The network now extends to 120 cities worldwide. There were 110 delegates at the Miami meeting, hosted by our Florida member, Akerman, the largest law firm in Florida.
There were two business strands to the conference: one on digital communication as it affects law firms; the other on internal Interlaw business, including new initiatives to provide information to clients in different industries, to meld firms' activities closer together in joint tenders, to ensure the continuing quality standards of member firms and so on.
To highlight two of the presentations on digital communication: one was on the dry but essential topic of cyber-security: how to assist clients who were the victims of hacking (or prevent them from being one in the first place) and ensure the law firm wasn't part of the problem. Perhaps the best titbit to come out of this discussion was to make sure that a client which was being investigated for a breach channelled all its subsequent internal communication relating to the breach through its lawyers, so that it benefited from legal professional privilege. The other one which was memorable involved using the Facebook pages of personal injury claimants to defeat their damages claims for personal injuries through evidence of what one might at its most generous call exaggeration. Some amusing examples were cited, perhaps the most disturbing of which was the case of a man suing for his depression having been caused by the company allegedly at fault for the end of his son's promising basketball career - due to the upset he couldn't sleep, couldn't engage socially, couldn't get out of bed etc.. His case collapsed on production of a Facebook photograph of him attending a fancy dress party the previous week dressed as "Super-sperm". I have the photograph if anyone seeks inspiration.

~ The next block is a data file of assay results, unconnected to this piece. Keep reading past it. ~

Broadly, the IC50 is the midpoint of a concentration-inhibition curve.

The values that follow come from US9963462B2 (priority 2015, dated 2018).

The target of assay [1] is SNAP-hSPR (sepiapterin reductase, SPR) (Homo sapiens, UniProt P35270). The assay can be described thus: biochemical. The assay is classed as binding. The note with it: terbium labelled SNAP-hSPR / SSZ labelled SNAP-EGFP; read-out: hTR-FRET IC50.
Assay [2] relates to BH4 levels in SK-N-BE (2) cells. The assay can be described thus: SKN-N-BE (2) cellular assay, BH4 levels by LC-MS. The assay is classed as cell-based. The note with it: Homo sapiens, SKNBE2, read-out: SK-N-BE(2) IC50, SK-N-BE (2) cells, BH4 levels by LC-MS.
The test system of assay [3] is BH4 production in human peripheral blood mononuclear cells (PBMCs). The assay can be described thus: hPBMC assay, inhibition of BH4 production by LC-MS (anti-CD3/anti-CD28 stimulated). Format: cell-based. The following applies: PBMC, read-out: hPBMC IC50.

The conference also features what are called Special Business Teams, in effect meetings of specialists. I chair the Banking and Finance group and - watch this space - we are about to produce a report for clients on aspects of taking security worldwide.
But at the risk of opening myself to sarcastic remarks, there's no doubt the strength of the organisation comes from the social events. There is a remarkable family-like atmosphere to Interlaw meetings from all the networking events. This leads to the organisation's probably greatest strength: the knowledge that your client's affairs are being dealt with by a friend abroad, who will give that client the best of service because that foreign lawyer has to look you in the eye the next time he sees you in a few months' time. And yes, the events were fun - Miami is not a difficult place to enjoy yourself.
And one final point: everyone, absolutely everyone, wanted to discuss the referendum (which took place two days after the conference ended). From China to Venezuela to Bahrain, all knew about it and were fascinated or at least intrigued. I must have given the same spiel forty times to the same enquiry from different parts of the world. And all had some sort of view of their own from their own circumstances.
For more information about Interlaw and how it benefits Morton Fraser and its clients, please contact us on the details below.